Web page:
Please put your iPhone back in your Patagonia sweatshirt pocket for a second. Apparently it’s time to rethink the idea that the Wesleyan student body is entirely made up of students from upper-class families, at least according to new data from the New York Times. In conjunction with an article on colleges recruiting from an increasingly diverse set of economic backgrounds, the Times has published a chart comparing the economic diversity of various schools. And Wesleyan has come out at number 13 on the list.
The chart ranks colleges according to a College Access Index, which is based on the percent of the past few freshman classes who came from low-income families (measured by the share receiving a Pell grant) and on the net price of attendance for low- and middle-income families. The data states that 18% of freshman classes arriving 2012-14 have received Pell grants, and that the average cost for low- and middle-income students is $8,700 a year. This gives Wesleyan a College Access Ranking of 1.5, putting us below Amherst and above Williams, for reference.
The chart and the article both make the point of highlighting the various efforts and successes in improving economic diversity at various colleges in comparison to their respective endowments. As they note, “otherwise similar colleges often have very different levels of commitment to economic diversity”. While most of the NESCAC fairs pretty well, while others like B.U. clearly could step up their game.
In a second graphic, they highlight Wesleyan’s relatively large population of lower-income students in comparison to the endowment. Given the ongoing discussions of Wesleyan’s current financial position and its effect on decisions regarding need-blind admissions over the past few years, this may come as a surprise to many.
While Wesleyan and other universities’ commitments to economic diversity are certainly something to be applauded, these numbers do not necessarily reflect the experiences of campus life. Just because the numbers suggest that Wesleyan is doing comparatively well at bringing in people from a variety of economic backgrounds does not necessarily mean that this is reflected in the presiding culture of the school. Given the enormous wealth required to pay full tuition to Wesleyan, a clear sense of economic privilege often permeates daily interactions, whether it’s in attitudes toward book costs or unpaid internship possibilities.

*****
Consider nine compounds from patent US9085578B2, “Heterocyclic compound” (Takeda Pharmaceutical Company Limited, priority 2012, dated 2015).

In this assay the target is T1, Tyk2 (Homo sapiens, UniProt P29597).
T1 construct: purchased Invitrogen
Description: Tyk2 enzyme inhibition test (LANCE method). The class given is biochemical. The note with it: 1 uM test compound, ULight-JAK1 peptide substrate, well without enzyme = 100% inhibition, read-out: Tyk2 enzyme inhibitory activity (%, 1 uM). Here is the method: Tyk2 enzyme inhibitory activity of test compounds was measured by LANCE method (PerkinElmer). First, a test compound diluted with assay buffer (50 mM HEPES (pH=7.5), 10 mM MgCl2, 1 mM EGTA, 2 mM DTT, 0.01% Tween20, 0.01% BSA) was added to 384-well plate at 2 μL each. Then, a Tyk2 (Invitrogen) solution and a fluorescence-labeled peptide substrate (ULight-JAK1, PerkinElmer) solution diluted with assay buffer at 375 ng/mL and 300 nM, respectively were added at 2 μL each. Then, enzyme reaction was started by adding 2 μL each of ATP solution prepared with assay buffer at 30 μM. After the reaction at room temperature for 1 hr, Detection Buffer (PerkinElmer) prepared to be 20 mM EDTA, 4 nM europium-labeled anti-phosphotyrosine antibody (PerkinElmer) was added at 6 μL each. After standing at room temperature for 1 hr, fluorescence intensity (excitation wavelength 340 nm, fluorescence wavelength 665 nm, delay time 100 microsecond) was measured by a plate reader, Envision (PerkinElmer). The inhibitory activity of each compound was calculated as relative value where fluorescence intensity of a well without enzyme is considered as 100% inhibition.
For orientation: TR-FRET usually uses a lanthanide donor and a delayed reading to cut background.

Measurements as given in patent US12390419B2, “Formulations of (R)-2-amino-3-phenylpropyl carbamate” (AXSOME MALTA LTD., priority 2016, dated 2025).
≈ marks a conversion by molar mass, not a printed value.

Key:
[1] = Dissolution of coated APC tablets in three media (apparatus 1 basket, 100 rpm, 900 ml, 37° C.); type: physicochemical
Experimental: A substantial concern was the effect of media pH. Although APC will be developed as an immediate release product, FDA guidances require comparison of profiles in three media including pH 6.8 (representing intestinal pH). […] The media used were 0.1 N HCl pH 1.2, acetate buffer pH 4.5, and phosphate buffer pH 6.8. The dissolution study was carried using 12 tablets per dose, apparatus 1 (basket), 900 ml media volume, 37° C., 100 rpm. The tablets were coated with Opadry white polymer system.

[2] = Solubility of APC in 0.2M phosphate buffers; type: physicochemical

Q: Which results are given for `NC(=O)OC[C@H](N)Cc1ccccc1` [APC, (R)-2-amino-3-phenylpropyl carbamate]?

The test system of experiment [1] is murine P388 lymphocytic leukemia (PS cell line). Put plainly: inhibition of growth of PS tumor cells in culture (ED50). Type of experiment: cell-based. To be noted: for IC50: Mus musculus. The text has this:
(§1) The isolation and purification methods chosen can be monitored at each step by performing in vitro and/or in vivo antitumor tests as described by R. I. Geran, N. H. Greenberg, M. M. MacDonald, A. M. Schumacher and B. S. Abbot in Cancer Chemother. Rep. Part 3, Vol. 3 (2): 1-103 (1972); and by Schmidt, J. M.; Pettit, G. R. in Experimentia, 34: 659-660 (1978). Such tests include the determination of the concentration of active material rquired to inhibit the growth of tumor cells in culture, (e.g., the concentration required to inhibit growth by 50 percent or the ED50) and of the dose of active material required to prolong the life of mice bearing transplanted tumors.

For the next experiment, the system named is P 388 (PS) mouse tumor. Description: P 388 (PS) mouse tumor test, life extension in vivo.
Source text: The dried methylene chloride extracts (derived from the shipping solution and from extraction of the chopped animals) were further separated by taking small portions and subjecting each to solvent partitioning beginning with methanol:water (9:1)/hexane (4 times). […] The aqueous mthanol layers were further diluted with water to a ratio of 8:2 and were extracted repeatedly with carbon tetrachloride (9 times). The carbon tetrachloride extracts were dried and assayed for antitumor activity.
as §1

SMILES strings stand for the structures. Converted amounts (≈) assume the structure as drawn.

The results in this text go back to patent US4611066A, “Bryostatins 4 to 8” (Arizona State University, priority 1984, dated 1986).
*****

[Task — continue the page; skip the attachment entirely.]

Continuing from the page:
While universities like Wesleyan often pride themselves on their diversity, the numbers don’t always tell the whole story. As alt comments, the universities “don’t spend much time considering the experiences these students have on campus. I constantly feel irked when I recognize someone has much more time on their hands to devote to whatever they’re passionate about because they don’t have to work 15+ hours a week to make even just a slight dent in paying for their tuition and other (ridiculously expensive) costs of being at college. So whenever colleges preach class/economic diversity, or commit themselves to it, I tend to tune it out. What’s the point of being need blind (at the end of the day) and “meeting students’ full financial need” when they face such a huge gap in experiences from the students that pay full tuition?”
The university’s efforts to improve the economic diversity of the community are incredibly important, and rankings like these should certainly be noted and applauded. But the work to confront class issues at Wesleyan can’t stop with improving admissions of low-income students, because being a “low-income student” doesn’t change once you begin your time at Wesleyan. That identity is carried across the years and can be an immense burden to carry.
As the same New York Times article points out, drop-out rates for low-income students are a persisting problem, even at schools with increasing economic diversity. Along with tackling the culture of privilege that exists throughout various aspects of life on campus, the university must work to make the full four-year Wesleyan experience possible and fruitful for all students.